Although fewer than 15% organizations evaluate the effectiveness of their coaching initiatives, there is strong evidence that using reliable and valid assessment methods, such as personality tests or 360-degree feedback, produces the best outcomes. For example, a controlled experimental study of 1,361 global corporation managers showed that feedback-based coaching increased managers’ propensity to seek advice and improved their performance (as judged by their direct reports) one year later.
4) Some techniques (and coaches) are more competent than others. Although there is little research on the personal characteristics of effective coaches, there is some research on the methods that work the best. Clearly, some interventions to enhance EQ are more effective than others. The most effective coaching techniques fall under the realm of cognitive-behavioral therapy. Attempts to enhance psychological flexibility — the ability to accept and deal with (as opposed to avoid) unpleasant situations — are also effective. The most popular (not necessarily the most effective) methods are relaxation and meditation. Contrary to popular belief, interventions designed to enhance self-esteem or confidence are rarely effective and often counterproductive. But coaching is not pure science; it is also an art. As such, its success depends on the talent of the coach.
5) Some people are more coachable than others. Even the best coach and coaching methods will fail with certain clients (just imagine trying to coach Silvio Berlusconi). This is hardly surprising given that many coaching engagements are arranged by HR for, shall we say, unenthusiastic clients. There is an old joke about how many psychologists it takes to change a light bulb. Just one — so long as the light bulb wants to change. On the one hand, EQ may enhance coachabilty — clients with better people skills, more empathy, and greater self-awareness are better equipped to improve. On the other hand, if you are sensitive to criticism, insecure, and worry about failure (all characteristics of people with a lower EQ) you should be more willing to change. Although there is not much research on coachability, a recent study showed that evaluating clients’ coachability levels at the start of the sessions can increase the effectiveness of coaching.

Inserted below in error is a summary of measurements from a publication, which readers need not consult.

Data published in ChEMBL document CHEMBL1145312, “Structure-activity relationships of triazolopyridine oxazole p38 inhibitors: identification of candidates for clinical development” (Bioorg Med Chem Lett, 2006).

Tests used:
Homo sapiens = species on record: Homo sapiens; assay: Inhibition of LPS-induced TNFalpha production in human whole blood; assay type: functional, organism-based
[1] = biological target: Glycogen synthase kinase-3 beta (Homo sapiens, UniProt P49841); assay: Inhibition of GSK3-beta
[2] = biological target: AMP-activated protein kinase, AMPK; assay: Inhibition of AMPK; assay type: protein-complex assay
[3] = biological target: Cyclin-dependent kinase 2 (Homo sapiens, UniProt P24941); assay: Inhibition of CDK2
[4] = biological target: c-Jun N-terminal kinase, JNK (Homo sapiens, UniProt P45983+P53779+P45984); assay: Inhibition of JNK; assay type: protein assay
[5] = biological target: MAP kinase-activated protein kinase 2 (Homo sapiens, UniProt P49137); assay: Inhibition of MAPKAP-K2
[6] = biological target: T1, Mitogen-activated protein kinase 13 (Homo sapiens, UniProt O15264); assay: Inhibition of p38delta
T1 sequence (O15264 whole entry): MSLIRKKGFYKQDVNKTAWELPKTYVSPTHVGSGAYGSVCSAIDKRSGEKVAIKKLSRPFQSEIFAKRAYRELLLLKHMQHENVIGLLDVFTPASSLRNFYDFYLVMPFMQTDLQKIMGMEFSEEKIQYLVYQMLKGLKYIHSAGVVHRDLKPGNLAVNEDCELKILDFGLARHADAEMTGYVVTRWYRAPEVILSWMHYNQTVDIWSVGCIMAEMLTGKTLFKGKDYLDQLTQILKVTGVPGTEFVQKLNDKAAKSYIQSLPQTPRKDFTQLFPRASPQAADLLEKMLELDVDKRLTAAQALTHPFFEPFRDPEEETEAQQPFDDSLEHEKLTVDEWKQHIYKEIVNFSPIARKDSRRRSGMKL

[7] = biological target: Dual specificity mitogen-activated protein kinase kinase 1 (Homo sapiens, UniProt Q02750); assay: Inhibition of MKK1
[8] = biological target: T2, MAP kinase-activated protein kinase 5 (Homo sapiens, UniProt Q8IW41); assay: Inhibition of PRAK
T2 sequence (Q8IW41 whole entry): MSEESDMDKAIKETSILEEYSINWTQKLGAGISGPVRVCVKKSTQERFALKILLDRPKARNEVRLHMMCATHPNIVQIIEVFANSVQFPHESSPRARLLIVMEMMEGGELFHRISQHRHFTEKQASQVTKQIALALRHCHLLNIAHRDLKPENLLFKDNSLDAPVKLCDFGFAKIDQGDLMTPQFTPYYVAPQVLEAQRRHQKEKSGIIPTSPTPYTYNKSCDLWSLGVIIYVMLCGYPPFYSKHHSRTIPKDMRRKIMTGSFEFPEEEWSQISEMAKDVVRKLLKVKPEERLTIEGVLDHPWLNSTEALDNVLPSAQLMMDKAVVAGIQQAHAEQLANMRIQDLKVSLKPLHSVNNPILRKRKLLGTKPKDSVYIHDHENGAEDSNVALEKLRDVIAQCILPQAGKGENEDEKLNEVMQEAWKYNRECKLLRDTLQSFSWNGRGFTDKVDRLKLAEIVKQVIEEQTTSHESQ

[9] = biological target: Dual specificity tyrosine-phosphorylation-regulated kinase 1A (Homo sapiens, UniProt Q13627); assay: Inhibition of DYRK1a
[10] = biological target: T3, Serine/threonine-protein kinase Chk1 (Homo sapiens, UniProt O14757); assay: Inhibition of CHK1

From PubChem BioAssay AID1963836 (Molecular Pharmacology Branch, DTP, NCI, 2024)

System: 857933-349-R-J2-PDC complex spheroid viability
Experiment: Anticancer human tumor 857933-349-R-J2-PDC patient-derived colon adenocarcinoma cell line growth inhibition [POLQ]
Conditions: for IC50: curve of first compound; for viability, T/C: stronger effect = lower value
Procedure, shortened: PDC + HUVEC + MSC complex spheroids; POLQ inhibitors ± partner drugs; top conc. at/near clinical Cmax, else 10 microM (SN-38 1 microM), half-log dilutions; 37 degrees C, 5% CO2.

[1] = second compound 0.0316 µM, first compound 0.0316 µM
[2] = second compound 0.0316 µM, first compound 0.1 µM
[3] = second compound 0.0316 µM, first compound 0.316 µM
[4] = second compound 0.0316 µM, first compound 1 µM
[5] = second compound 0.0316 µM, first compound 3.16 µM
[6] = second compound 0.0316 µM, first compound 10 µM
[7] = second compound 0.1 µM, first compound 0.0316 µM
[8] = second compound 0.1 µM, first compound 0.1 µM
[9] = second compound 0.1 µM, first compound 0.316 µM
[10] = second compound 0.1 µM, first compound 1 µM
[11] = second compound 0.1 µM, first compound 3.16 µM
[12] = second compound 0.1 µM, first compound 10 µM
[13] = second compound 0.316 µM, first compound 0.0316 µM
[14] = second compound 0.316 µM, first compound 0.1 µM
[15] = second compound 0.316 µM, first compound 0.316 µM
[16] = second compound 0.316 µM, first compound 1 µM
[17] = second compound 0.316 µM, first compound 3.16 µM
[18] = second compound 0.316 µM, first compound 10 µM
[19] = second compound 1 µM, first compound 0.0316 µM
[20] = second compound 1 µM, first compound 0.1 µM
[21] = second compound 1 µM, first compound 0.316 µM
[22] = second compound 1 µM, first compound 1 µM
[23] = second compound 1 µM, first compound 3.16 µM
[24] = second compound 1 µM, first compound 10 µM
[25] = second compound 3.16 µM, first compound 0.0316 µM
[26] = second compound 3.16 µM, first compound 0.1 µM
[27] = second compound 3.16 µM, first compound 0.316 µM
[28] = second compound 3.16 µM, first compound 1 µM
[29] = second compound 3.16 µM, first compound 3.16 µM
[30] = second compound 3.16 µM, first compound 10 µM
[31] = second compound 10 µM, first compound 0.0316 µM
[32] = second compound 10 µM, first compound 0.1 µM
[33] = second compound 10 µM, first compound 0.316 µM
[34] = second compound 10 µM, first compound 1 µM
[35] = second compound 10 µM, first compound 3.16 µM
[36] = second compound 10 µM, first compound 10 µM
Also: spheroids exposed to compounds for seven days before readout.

Many employee engagement surveys, such as Gallup’s and Sirota’s, have shown that managers are the major cause of employee disengagement and stress, and disengagement and stress have been shown to be major inhibitors of productivity and retention. In line, the American Institute of Stress reports that stress is the main cause underlying 40% of workplace turnovers and 80% of work-related injuries. Although EQ-coaching will not solve these problems, it may alleviate the symptoms for both managers and employees. So, with or without a coach, working on your EQ does pay off.
“Opinion pieces of this sort published on RISE Networks are those of the original authors and do not in anyway represent the thoughts, beliefs and ideas of RISE Networks.”